Ion channels and transporters involved in cell volume regulation and sensor mechanisms
- Cite this article as:
- Okada, Y. Cell Biochem Biophys (2004) 41: 233. doi:10.1385/CBB:41:2:233
- 413 Downloads
All animal cell types have an appropriate volume. Even under physiological conditions of constant extracellular osmolarity, cells must regulate their volume. Cell volume is subjected to alterations because of persistent physicochemical osmotic load resulting from Donnan-type colloid osmotic pressure and of cell activity-associated changes in intracellular osmolarity resulting from osmolyte transport and metabolism. The strategy adopted by animal cells for coping with volume regulation on osmotic perturbation is to activate transport pathways, including channels and transporters, mainly for inorganic osmolytes to drive water flow. Under normotonic conditions, cells undergo volume regulation by pump-mediated mechanisms. Under anisotonic conditions, volume regulation occurs by additional channel/transporter-mediated mechanisms. Cell volume regulation is also attained through adjustment of intracellular levels not only of inorganic but also of organic osmolytes with changing the expression of their transporters or regulation of metabolism. In cell volume regulation mechanism, several “volume sensors” are thought to be involved. A volume-sensitive Cl− channel has lately attracted considerable attention in this regard.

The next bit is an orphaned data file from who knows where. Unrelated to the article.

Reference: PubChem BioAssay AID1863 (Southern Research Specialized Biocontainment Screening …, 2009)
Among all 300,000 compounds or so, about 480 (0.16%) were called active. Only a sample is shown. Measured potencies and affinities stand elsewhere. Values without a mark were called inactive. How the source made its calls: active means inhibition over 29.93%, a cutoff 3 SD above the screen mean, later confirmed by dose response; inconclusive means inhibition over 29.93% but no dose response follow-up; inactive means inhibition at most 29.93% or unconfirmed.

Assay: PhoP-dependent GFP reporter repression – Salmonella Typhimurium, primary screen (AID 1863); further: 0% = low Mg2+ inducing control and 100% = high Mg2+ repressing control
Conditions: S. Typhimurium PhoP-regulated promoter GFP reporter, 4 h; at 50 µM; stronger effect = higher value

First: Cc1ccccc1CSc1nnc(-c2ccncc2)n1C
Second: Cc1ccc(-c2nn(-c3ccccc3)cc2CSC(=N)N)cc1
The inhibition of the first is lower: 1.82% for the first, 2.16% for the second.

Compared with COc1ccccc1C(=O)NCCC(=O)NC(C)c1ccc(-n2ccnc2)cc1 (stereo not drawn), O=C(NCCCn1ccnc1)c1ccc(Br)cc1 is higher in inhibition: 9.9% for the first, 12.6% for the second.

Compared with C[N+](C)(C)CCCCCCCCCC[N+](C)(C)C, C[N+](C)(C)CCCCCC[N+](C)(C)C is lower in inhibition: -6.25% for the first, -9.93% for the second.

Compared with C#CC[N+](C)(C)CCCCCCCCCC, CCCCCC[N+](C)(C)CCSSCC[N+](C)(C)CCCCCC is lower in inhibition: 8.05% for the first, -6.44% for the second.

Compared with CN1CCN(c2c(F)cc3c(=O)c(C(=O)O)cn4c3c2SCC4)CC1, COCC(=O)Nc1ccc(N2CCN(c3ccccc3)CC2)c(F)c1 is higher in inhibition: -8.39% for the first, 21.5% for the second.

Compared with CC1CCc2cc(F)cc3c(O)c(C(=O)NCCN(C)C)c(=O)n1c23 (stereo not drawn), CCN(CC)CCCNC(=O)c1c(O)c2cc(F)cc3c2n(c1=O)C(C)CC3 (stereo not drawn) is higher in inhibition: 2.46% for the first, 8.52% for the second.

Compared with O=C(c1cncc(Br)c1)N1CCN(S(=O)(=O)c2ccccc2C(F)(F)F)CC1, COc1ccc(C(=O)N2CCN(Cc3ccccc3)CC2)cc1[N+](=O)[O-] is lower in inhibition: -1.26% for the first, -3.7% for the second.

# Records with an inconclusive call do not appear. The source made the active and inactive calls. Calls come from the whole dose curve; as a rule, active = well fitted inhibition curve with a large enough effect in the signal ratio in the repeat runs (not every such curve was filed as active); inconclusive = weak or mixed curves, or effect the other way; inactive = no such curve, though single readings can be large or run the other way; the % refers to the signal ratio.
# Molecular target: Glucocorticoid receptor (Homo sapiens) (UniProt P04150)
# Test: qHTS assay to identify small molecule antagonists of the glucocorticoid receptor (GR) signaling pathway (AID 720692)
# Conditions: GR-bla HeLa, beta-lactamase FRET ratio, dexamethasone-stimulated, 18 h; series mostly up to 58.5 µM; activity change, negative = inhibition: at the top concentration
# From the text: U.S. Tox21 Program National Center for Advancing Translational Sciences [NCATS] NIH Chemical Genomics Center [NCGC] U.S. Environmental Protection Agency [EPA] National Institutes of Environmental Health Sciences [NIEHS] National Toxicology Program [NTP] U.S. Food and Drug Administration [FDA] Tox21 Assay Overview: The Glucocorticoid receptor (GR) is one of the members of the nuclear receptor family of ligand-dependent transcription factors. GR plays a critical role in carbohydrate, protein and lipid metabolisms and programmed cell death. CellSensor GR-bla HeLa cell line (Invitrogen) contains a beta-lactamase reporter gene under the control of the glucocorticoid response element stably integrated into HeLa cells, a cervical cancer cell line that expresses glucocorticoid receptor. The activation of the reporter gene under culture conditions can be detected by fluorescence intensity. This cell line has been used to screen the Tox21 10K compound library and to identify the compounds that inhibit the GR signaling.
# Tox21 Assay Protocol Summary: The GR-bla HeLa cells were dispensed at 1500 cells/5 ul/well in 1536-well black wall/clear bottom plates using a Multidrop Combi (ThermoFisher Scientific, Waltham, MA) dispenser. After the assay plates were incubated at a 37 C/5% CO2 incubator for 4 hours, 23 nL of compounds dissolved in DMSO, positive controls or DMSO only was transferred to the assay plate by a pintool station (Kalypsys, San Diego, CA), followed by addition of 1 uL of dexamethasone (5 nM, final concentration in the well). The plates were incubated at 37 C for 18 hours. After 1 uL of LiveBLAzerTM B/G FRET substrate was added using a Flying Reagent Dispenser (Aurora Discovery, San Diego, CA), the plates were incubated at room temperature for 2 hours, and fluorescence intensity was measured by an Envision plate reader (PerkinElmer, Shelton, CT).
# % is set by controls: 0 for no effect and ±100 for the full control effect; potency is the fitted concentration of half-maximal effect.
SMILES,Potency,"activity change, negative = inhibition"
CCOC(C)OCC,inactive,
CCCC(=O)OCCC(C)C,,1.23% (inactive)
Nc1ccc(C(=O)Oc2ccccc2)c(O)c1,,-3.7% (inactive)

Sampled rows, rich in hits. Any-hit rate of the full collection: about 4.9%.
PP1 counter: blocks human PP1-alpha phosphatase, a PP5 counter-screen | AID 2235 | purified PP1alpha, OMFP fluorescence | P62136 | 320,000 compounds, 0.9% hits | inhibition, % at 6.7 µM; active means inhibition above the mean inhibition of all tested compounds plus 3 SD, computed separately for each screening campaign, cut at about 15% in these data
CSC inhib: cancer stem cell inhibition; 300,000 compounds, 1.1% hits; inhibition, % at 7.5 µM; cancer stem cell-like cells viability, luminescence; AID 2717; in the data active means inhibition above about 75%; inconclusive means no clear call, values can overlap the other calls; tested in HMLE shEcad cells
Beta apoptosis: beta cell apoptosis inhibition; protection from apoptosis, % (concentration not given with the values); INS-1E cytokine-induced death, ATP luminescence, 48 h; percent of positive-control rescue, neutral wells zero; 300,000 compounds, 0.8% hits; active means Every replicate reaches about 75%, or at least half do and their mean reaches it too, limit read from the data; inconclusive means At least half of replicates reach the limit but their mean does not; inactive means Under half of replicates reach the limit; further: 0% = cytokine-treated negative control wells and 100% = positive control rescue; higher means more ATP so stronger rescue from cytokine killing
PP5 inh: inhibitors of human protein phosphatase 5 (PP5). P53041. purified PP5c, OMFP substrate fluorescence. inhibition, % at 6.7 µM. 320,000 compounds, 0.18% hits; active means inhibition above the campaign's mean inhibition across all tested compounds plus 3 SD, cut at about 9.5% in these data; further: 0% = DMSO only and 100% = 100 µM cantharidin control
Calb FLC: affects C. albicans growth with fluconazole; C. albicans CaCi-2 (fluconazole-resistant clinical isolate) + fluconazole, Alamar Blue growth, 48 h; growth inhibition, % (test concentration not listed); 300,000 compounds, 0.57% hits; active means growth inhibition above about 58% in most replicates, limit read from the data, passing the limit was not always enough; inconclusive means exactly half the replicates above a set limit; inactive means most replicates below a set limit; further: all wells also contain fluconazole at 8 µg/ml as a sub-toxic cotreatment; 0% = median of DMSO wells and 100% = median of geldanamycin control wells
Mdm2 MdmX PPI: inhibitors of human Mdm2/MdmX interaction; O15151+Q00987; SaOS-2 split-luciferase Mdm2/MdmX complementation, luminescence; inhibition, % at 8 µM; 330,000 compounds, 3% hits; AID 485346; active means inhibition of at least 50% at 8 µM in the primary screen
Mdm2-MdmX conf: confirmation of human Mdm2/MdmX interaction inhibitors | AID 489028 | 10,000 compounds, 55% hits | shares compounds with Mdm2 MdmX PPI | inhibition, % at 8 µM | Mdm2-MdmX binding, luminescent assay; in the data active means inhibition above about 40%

Index EntriesCell volume regulation Boyle-van't Hoff law Gibbs-Donnan equilibrium pump-leak balance mechanism double Donnan mechanism channel transporter regulatory volume increase regulatory volume decrease volume sensor
Unable to display preview. Download preview PDF.